Private theatricals may be made very pleasing and instructive entertainments for fall or winter evenings, among either young or married people. They include charades, proverbs, tableaux, dramatic readings, and the presentation of a short dramatical piece, and may successfully be given in the parlor or drawing room. The hostess seeks the aid of friends in the preparation of her arrangements, and if a drama has been determined upon, she assigns the various parts to each. Her friends should aid her in her efforts by giving her all the assistance they can, and by willingly and good-naturedly complying with any request she may make, accepting the parts allotted to them, even if they are obscure or distasteful. They should endeavor to perform their part in any dramatical piece, tableau or charade as well as possible, and the success they achieve will determine how conspicuous a part they may be called upon to perform at a subsequent time. The hostess should consult each performer before alloting a part, and endeavor to suit each one. The host or hostess should not have any conspicuous part assigned them, unless it is urged by all the other performers. Those who are to participate, should not only learn their parts, but endeavor to imbue themselves with the spirit of the character they personate, so as to afford pleasure to all who are invited to witness its performance. When persons have consented to participate in any such entertainment, only sickness or some very grave cause should prevent them from undertaking their part. Supper or refreshments usually follow private theatricals, of which both the performers and invited guests are invited to partake, and the remainder of the evening is spent in social intercourse.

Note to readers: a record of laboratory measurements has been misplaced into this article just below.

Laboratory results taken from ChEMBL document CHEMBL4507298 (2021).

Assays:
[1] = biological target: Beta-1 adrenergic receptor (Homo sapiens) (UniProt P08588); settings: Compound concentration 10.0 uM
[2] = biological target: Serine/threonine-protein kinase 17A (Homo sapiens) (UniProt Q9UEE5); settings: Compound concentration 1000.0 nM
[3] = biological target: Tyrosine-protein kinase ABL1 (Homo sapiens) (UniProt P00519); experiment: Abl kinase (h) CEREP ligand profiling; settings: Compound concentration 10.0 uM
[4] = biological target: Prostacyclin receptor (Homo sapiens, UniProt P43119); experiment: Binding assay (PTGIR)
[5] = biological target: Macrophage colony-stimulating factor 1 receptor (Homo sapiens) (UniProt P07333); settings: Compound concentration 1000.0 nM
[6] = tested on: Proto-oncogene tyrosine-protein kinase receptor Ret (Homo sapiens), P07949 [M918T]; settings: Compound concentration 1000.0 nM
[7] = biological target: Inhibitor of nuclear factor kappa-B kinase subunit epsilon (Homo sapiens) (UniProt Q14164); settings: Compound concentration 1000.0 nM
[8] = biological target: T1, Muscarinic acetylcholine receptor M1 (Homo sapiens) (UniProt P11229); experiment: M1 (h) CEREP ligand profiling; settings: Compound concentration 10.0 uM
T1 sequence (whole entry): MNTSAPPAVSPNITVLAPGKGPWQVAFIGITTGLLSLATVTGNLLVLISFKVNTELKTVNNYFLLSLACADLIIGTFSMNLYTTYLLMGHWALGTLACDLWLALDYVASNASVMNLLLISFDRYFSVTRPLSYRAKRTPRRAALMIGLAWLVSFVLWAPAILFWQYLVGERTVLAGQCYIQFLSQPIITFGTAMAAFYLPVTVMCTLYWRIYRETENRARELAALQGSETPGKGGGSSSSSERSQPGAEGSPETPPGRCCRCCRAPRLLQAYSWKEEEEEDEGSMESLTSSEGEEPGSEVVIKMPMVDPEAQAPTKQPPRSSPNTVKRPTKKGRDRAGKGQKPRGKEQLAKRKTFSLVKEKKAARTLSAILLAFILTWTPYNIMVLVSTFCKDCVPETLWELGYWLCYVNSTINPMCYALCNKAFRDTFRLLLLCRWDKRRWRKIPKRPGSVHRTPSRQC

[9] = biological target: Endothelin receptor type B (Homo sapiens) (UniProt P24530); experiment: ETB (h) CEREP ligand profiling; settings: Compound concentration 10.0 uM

ETIQUETTE OF CARD PLAYING.
Never urge any one who seems to be unwilling to play a game of cards. They may have conscientious scruples in the matter, which must be respected.